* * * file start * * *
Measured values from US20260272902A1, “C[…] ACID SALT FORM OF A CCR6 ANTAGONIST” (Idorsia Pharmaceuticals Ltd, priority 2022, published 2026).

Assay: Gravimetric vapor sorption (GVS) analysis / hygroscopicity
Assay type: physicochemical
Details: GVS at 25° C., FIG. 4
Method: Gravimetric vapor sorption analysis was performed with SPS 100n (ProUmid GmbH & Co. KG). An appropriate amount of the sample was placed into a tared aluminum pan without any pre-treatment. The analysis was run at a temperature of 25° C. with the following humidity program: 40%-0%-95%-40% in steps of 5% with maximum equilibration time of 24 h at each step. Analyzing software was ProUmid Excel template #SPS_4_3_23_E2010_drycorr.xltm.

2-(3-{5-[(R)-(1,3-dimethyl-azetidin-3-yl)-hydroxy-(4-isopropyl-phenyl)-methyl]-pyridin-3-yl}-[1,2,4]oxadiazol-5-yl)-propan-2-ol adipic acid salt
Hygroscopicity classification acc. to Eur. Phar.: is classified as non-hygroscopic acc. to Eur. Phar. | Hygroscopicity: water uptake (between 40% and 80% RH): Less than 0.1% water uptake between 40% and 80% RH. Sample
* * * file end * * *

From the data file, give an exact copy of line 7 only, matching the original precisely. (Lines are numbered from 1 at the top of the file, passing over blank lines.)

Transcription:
Hygroscopicity classification acc. to Eur. Phar.: is classified as non-hygroscopic acc. to Eur. Phar. | Hygroscopicity: water uptake (between 40% and 80% RH): Less than 0.1% water uptake between 40% and 80% RH. Sample